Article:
John Sharp, solo cello
Stephen Balderston, Phillip Blum, Loren Brown, Richard Hirschl, Jonathan Pegis, and Gary Stucka, cellos
Daniel Barenboim, conductor
September 22, 1994

Additionally, two large collections of radio broadcast material were released as commercial recordings: a twelve-disc set to celebrate the the Orchestra’s centennial in 1990 and a ten-disc set as a retrospective of the twentieth century in 2000.

Chicago Symphony Orchestra: The First 100 Years (1990)

SCRIABIN Symphony No. 4, Op. 54 (The Poem of Ecstasy)
Daniel Barenboim, conductor
Recorded December 13, 14, and 16, 1984

BRAHMS Concerto for Piano No. 2 in B-flat Major, Op. 83
Daniel Barenboim, piano
Carlo Maria Giulini, conductor
Recorded November 28, 1977

RAN Concerto for Orchestra
Daniel Barenboim, conductor
Recorded October 20, 22, and 25, 1988

Chicago Symphony Orchestra in the Twentieth Century: Collector’s Choice (2000)

BUSONI Lustspiel Overture, Op. 38
Daniel Barenboim, conductor
Recorded January 4, 1996

MOZART/Busoni Overture to The Abduction from the Seraglio, K. 284
Daniel Barenboim, conductor
Recorded February 8, 1996

BEETHOVEN Christ on the Mount of Olives, Op. 85
Laura Aikin, soprano
Ben Heppner, tenor
René Pape, bass
Chicago Symphony Chorus
Duain Wolfe, director
Daniel Barenboim, conductor
Recorded February 15 and 16, 1996

From 1993 until 2000, recordings by Daniel Barenboim and the Chicago Symphony Orchestra were recorded and released by Teldec, following the acquisition of Erato by Warner Music in 1992. A complete list of Barenboim’s catalog with the CSO on Teldec is below (all recordings were made in Orchestra Hall, unless otherwise noted).

Cover image: Ludwig Mies van der Rohe’s apartment buildings at 860-880 North Lake Shore Drive*

BERIO Continuo
Daniel Barenboim, conductor
Recorded January 9, 1993

BERLIOZ Symphonie fantastique, Op. 14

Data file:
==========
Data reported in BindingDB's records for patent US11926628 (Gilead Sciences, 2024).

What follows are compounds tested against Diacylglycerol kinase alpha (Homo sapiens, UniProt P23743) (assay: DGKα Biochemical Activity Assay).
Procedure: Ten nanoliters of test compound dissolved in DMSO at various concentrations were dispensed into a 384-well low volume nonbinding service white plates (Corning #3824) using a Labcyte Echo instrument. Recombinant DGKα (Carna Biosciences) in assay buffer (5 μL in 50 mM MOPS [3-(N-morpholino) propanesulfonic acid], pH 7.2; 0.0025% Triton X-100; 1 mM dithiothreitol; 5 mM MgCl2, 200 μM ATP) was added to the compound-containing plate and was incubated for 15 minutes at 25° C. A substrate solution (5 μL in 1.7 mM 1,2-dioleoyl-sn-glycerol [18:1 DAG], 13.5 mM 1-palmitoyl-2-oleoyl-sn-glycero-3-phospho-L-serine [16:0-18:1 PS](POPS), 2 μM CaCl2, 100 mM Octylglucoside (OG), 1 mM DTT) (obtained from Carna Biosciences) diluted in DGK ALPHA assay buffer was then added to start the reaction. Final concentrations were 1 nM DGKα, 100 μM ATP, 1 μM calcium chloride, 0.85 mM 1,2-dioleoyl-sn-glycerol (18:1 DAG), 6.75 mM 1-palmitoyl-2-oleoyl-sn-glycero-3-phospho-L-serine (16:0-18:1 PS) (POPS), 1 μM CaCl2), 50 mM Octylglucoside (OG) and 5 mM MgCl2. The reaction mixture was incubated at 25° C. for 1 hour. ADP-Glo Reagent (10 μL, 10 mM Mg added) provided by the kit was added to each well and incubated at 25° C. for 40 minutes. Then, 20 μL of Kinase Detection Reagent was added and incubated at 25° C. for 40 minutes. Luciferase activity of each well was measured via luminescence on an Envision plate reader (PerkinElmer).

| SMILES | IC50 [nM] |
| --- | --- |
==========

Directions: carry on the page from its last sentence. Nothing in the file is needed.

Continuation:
Daniel Barenboim, conductor
Recorded May 11, 12, and 13, 1995

BERNSTEIN Symphonic Dances from West Side Story
Daniel Barenboim, conductor
Recorded in Medinah Temple May 23, 1997

BOULEZ Notations For Orchestra VII
Daniel Barenboim, conductor
Recorded January 28, 2000

BRAHMS Concerto for Violin in D Major, Op. 77
Maxim Vengerov, violin
Daniel Barenboim, conductor
Recorded October 15, 16, 17, 18, and 21, 1997

BRAHMS Concerto for Violin and Cello in A Minor, Op. 102 (Double)
Itzhak Perlman, violin
Yo-Yo Ma, cello
Daniel Barenboim, conductor
Recorded September 26, 27, and 28, 1996

CARTER Partita
Daniel Barenboim, conductor
Recorded at the Philharmonie in Cologne, Germany on June 1, 1994

DEBUSSY La mer
Daniel Barenboim, conductor
Recorded January 28 and 29, 2000

FALLA Nights in the Gardens of Spain
Daniel Barenboim, piano
Plácido Domingo, conductor
Recorded in Medinah Temple on May 13, 15, 16 and 17, 1997

FALLA The Three-Cornered Hat
Jennifer Larmore, mezzo-soprano
Daniel Barenboim, conductor
Recorded in Medinah Temple on May 22, 23, 24, and 25, 1997

Cover image: an aerial view of Chicago in 1945*

FURTWÄNGLER Symphony No. 2 in E Minor
Daniel Barenboim, conductor
Recorded December 12, 13, 14 and 15, 2001

GERSHWIN Cuban Overture
Daniel Barenboim, conductor
Recorded in Medinah Temple May 23, 1997

HANNIBAL African Portraits
Alhaji “Papa” Bunka Susso, griot
Eye Plus One Drummers (Paul A. Cotton, Mesha’ch Silas, Enoch Williamson; Clifton Robinson, director)
Jevetta Steele, gospel singer
David “Honeyboy” Edwards, vocal
Hannibal Lokumbe Quartet (Hannibal Lokumbe, Ron Burton, Cecil McBee, Cecil Brooks III)
Barton Green, tenor
David van Abbema, baritone
Theodore Jones, baritone
Brian Smith, boy soprano
Morgan State University Choir
Nathan Carter, director